Like I mentioned earlier this week, Rosh Hashanah begins tonight and I will not be online again until Saturday night. Simon and Zachary brought home some projects for Rosh Hashanah that I wanted to share before the holiday!
“The shofar is a ram’s horn which is blown somewhat like a trumpet. One of the most important observances of [Rosh Hashanah] is hearing the sounding of the shofar. A total of 100 notes are sounded each day [of the holiday]. One [reason for this observance] that has been suggested is that the shofar’s sound is a call to repentance.” – jewfaq.org
This is a plate that Zachary made. In the middle is a cup for honey. Around the sides it is decorated with some of the symbolic foods some people eat on the nights of Rosh Hashanah. There are certain prayers that go with each food and the foods were “specifically chosen because their Hebrew names are related to other Hebrew words that convey our wishes for the coming year.”:
Apples and Honey: We pray for a good and sweet new year.
Dates: Related to the word meaning “to end.” We pray for “an end to our enemies, haters and those who wish evil upon us.”
Leeks: Related to the word meaning “to cut.” We pray “that our enemies, haters, and those who wish evil upon us shall be cut down.”
Pomegranate: Because of all the seeds inside. We pray “that we be filled with mitzvot [good deeds] like a pomegranate [is filled with seeds].”
Gourd: Related to the words meaning “to rip apart” and “to announce.” We pray that evil decrees are torn and our merits are announced.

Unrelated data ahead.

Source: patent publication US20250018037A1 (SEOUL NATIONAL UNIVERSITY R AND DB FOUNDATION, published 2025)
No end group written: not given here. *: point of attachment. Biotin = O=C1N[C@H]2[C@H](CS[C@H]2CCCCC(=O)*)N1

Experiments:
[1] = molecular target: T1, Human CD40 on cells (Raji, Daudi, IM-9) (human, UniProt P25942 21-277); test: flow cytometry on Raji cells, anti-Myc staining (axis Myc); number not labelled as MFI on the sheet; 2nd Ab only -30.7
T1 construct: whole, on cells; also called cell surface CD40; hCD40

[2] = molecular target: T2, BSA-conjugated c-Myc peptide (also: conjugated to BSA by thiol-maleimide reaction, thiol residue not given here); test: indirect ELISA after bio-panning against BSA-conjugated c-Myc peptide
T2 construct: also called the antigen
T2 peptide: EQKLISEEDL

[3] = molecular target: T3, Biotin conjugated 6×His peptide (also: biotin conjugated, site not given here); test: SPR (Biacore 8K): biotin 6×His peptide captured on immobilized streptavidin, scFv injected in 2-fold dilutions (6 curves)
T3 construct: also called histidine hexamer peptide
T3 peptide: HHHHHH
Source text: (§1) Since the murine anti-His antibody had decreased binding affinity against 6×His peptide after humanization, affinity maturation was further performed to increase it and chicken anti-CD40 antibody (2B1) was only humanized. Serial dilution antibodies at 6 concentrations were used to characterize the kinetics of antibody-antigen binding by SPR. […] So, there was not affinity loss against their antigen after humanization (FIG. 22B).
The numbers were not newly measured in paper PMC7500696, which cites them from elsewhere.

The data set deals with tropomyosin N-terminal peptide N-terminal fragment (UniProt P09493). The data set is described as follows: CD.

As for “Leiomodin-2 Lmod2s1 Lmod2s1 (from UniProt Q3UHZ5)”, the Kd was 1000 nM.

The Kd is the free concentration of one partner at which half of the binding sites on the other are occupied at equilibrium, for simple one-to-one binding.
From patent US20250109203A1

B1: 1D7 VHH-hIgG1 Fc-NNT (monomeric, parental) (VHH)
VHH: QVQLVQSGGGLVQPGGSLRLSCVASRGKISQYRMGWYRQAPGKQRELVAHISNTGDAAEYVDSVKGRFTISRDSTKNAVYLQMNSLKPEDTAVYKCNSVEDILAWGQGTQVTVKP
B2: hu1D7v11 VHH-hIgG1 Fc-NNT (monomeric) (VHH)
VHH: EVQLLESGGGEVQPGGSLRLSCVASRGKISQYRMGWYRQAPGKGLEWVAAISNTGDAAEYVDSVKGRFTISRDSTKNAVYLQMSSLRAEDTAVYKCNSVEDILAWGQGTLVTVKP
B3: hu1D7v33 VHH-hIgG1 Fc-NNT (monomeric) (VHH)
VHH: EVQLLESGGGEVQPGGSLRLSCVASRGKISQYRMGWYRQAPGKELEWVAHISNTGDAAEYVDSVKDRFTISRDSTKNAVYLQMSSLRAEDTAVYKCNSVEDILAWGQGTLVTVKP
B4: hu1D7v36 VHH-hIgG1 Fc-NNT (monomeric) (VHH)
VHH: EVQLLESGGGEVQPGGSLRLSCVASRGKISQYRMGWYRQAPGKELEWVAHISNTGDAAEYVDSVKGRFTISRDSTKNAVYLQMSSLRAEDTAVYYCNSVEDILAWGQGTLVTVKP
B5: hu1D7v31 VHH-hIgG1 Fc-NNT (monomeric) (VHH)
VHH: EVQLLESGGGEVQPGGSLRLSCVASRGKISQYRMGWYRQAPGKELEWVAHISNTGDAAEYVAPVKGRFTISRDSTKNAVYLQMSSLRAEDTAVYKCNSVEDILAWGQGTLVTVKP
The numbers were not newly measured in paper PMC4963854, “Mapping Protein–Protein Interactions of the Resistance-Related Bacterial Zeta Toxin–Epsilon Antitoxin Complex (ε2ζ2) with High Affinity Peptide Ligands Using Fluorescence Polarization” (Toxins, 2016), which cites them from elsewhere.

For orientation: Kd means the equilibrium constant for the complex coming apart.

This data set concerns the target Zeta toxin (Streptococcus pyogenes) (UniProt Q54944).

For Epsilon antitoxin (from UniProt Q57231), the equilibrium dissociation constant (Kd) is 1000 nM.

Fish head: We pray “that we be a head and not a tail.” (And with the fish itself, we pray “that we be fruitful and multiply like fish.”
“The ten days starting with Rosh Hashanah and ending with Yom Kippur are commonly known as the Days of Awe or the Days of Repentance. This is a time for serious introspection, a time to consider the sins of the previous year and repent before Yom Kippur. Among the customs of this time, it is common to seek reconciliation with people you may have wronged during the course of the year.” – jewfaq.org
Zachary drew the following, relating to apologizing to others:
To those celebrating, Happy New Year! If you want to read a bit more from me, I have a guest post up over here today!
This year, use Blurb to make a small book for each of those relatives or good friends you want to say thank you to. Create your books now and give yourself more time to shop for Thanksgiving dinner! Blurb makes book making simple and from now through 9/9, get 15% off with the code: TAKE15!!